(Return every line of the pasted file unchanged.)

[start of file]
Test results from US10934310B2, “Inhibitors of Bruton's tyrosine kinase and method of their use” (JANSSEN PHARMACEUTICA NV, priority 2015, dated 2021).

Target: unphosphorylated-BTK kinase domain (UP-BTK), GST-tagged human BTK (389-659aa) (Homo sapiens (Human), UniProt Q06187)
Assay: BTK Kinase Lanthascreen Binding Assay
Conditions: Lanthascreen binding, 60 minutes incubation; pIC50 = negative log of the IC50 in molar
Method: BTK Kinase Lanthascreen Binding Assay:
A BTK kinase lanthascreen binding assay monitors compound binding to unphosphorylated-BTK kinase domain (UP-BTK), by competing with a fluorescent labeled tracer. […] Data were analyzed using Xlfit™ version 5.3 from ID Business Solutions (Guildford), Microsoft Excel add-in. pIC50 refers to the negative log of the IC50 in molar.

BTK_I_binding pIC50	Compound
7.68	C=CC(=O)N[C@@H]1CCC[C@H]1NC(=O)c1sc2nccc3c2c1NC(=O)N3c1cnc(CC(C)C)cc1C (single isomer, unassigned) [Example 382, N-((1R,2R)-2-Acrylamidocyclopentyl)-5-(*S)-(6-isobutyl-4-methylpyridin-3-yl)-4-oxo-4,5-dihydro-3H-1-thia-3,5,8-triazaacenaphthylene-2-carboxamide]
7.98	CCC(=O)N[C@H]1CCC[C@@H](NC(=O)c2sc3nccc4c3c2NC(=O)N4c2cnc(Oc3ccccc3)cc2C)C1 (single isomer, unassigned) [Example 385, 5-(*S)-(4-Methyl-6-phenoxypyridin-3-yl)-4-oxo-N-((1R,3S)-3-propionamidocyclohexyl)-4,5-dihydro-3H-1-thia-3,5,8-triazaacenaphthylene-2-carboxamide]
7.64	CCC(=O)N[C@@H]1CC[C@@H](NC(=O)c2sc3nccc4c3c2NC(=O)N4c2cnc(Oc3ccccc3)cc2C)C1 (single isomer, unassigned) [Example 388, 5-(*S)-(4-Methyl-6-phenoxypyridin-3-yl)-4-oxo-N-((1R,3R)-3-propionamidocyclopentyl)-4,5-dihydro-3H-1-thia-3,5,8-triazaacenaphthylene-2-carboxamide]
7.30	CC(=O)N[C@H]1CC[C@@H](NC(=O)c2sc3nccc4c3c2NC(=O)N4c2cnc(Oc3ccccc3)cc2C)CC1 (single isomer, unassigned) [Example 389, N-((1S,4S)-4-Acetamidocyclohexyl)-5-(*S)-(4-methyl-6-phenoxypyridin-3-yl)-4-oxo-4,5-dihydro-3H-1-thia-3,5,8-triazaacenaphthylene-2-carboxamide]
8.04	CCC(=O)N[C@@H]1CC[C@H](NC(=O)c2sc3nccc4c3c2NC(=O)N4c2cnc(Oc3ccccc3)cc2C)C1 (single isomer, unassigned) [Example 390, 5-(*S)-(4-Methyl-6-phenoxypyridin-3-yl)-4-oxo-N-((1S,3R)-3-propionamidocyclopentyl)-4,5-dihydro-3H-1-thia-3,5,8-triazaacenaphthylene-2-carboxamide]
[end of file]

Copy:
Test results from US10934310B2, “Inhibitors of Bruton's tyrosine kinase and method of their use” (JANSSEN PHARMACEUTICA NV, priority 2015, dated 2021).

Target: unphosphorylated-BTK kinase domain (UP-BTK), GST-tagged human BTK (389-659aa) (Homo sapiens (Human), UniProt Q06187)
Assay: BTK Kinase Lanthascreen Binding Assay
Conditions: Lanthascreen binding, 60 minutes incubation; pIC50 = negative log of the IC50 in molar
Method: BTK Kinase Lanthascreen Binding Assay:
A BTK kinase lanthascreen binding assay monitors compound binding to unphosphorylated-BTK kinase domain (UP-BTK), by competing with a fluorescent labeled tracer. […] Data were analyzed using Xlfit™ version 5.3 from ID Business Solutions (Guildford), Microsoft Excel add-in. pIC50 refers to the negative log of the IC50 in molar.

BTK_I_binding pIC50	Compound
7.68	C=CC(=O)N[C@@H]1CCC[C@H]1NC(=O)c1sc2nccc3c2c1NC(=O)N3c1cnc(CC(C)C)cc1C (single isomer, unassigned) [Example 382, N-((1R,2R)-2-Acrylamidocyclopentyl)-5-(*S)-(6-isobutyl-4-methylpyridin-3-yl)-4-oxo-4,5-dihydro-3H-1-thia-3,5,8-triazaacenaphthylene-2-carboxamide]
7.98	CCC(=O)N[C@H]1CCC[C@@H](NC(=O)c2sc3nccc4c3c2NC(=O)N4c2cnc(Oc3ccccc3)cc2C)C1 (single isomer, unassigned) [Example 385, 5-(*S)-(4-Methyl-6-phenoxypyridin-3-yl)-4-oxo-N-((1R,3S)-3-propionamidocyclohexyl)-4,5-dihydro-3H-1-thia-3,5,8-triazaacenaphthylene-2-carboxamide]
7.64	CCC(=O)N[C@@H]1CC[C@@H](NC(=O)c2sc3nccc4c3c2NC(=O)N4c2cnc(Oc3ccccc3)cc2C)C1 (single isomer, unassigned) [Example 388, 5-(*S)-(4-Methyl-6-phenoxypyridin-3-yl)-4-oxo-N-((1R,3R)-3-propionamidocyclopentyl)-4,5-dihydro-3H-1-thia-3,5,8-triazaacenaphthylene-2-carboxamide]
7.30	CC(=O)N[C@H]1CC[C@@H](NC(=O)c2sc3nccc4c3c2NC(=O)N4c2cnc(Oc3ccccc3)cc2C)CC1 (single isomer, unassigned) [Example 389, N-((1S,4S)-4-Acetamidocyclohexyl)-5-(*S)-(4-methyl-6-phenoxypyridin-3-yl)-4-oxo-4,5-dihydro-3H-1-thia-3,5,8-triazaacenaphthylene-2-carboxamide]
8.04	CCC(=O)N[C@@H]1CC[C@H](NC(=O)c2sc3nccc4c3c2NC(=O)N4c2cnc(Oc3ccccc3)cc2C)C1 (single isomer, unassigned) [Example 390, 5-(*S)-(4-Methyl-6-phenoxypyridin-3-yl)-4-oxo-N-((1S,3R)-3-propionamidocyclopentyl)-4,5-dihydro-3H-1-thia-3,5,8-triazaacenaphthylene-2-carboxamide]